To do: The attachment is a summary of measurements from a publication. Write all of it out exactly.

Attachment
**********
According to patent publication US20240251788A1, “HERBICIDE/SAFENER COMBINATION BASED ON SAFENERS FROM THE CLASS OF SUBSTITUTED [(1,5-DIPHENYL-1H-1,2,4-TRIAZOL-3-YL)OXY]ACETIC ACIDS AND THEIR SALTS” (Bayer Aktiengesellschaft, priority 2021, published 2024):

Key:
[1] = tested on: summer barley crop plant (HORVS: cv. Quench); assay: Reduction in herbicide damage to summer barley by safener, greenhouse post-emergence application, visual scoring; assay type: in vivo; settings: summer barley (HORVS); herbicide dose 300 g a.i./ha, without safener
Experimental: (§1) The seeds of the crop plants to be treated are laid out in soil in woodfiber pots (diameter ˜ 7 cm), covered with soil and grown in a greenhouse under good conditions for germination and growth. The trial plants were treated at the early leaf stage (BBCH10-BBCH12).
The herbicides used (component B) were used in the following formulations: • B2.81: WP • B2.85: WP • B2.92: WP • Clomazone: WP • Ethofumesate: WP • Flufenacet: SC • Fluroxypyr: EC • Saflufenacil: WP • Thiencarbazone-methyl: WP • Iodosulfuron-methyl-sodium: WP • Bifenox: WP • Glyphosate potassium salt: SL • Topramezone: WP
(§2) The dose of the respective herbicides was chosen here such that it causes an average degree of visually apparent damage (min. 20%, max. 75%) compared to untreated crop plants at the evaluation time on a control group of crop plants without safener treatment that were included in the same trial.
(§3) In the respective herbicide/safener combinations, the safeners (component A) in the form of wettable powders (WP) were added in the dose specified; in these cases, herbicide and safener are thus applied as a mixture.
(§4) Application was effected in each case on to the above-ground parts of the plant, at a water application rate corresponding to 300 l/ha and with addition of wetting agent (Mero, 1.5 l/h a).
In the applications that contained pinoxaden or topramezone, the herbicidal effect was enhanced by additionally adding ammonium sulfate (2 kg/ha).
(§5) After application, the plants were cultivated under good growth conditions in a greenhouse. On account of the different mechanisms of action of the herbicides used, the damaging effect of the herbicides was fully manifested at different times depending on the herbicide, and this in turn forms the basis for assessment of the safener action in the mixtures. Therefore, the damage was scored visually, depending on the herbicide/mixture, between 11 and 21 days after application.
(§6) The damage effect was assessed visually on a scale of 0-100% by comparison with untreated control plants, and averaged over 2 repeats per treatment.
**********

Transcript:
According to patent publication US20240251788A1, “HERBICIDE/SAFENER COMBINATION BASED ON SAFENERS FROM THE CLASS OF SUBSTITUTED [(1,5-DIPHENYL-1H-1,2,4-TRIAZOL-3-YL)OXY]ACETIC ACIDS AND THEIR SALTS” (Bayer Aktiengesellschaft, priority 2021, published 2024):

Key:
[1] = tested on: summer barley crop plant (HORVS: cv. Quench); assay: Reduction in herbicide damage to summer barley by safener, greenhouse post-emergence application, visual scoring; assay type: in vivo; settings: summer barley (HORVS); herbicide dose 300 g a.i./ha, without safener
Experimental: (§1) The seeds of the crop plants to be treated are laid out in soil in woodfiber pots (diameter ˜ 7 cm), covered with soil and grown in a greenhouse under good conditions for germination and growth. The trial plants were treated at the early leaf stage (BBCH10-BBCH12).
The herbicides used (component B) were used in the following formulations: • B2.81: WP • B2.85: WP • B2.92: WP • Clomazone: WP • Ethofumesate: WP • Flufenacet: SC • Fluroxypyr: EC • Saflufenacil: WP • Thiencarbazone-methyl: WP • Iodosulfuron-methyl-sodium: WP • Bifenox: WP • Glyphosate potassium salt: SL • Topramezone: WP
(§2) The dose of the respective herbicides was chosen here such that it causes an average degree of visually apparent damage (min. 20%, max. 75%) compared to untreated crop plants at the evaluation time on a control group of crop plants without safener treatment that were included in the same trial.
(§3) In the respective herbicide/safener combinations, the safeners (component A) in the form of wettable powders (WP) were added in the dose specified; in these cases, herbicide and safener are thus applied as a mixture.
(§4) Application was effected in each case on to the above-ground parts of the plant, at a water application rate corresponding to 300 l/ha and with addition of wetting agent (Mero, 1.5 l/h a).
In the applications that contained pinoxaden or topramezone, the herbicidal effect was enhanced by additionally adding ammonium sulfate (2 kg/ha).
(§5) After application, the plants were cultivated under good growth conditions in a greenhouse. On account of the different mechanisms of action of the herbicides used, the damaging effect of the herbicides was fully manifested at different times depending on the herbicide, and this in turn forms the basis for assessment of the safener action in the mixtures. Therefore, the damage was scored visually, depending on the herbicide/mixture, between 11 and 21 days after application.
(§6) The damage effect was assessed visually on a scale of 0-100% by comparison with untreated control plants, and averaged over 2 repeats per treatment.